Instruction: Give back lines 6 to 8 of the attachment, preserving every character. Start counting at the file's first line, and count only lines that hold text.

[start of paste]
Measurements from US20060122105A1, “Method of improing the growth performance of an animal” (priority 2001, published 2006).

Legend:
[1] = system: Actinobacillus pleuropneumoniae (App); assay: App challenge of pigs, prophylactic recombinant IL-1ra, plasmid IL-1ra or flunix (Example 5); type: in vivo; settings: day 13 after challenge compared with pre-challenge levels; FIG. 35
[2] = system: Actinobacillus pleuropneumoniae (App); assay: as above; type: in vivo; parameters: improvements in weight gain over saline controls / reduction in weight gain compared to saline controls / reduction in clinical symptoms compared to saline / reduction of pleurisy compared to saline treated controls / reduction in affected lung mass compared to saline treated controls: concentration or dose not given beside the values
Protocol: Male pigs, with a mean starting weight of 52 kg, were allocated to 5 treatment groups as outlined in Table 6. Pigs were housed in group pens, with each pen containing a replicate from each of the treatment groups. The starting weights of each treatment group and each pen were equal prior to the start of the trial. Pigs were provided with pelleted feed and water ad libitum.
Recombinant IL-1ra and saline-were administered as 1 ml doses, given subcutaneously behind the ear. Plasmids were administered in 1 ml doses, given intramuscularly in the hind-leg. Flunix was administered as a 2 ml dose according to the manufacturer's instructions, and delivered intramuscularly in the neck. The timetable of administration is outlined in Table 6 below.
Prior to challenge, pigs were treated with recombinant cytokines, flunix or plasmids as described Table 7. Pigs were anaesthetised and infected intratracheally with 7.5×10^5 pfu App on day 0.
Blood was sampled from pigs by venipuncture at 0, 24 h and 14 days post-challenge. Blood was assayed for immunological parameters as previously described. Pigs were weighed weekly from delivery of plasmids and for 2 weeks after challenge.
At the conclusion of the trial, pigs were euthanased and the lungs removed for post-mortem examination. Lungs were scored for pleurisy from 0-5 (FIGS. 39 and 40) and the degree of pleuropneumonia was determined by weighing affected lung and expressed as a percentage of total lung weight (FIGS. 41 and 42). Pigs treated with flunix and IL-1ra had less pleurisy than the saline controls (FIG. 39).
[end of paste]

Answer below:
Recombinant IL-1ra and saline-were administered as 1 ml doses, given subcutaneously behind the ear. Plasmids were administered in 1 ml doses, given intramuscularly in the hind-leg. Flunix was administered as a 2 ml dose according to the manufacturer's instructions, and delivered intramuscularly in the neck. The timetable of administration is outlined in Table 6 below.
Prior to challenge, pigs were treated with recombinant cytokines, flunix or plasmids as described Table 7. Pigs were anaesthetised and infected intratracheally with 7.5×10^5 pfu App on day 0.
Blood was sampled from pigs by venipuncture at 0, 24 h and 14 days post-challenge. Blood was assayed for immunological parameters as previously described. Pigs were weighed weekly from delivery of plasmids and for 2 weeks after challenge.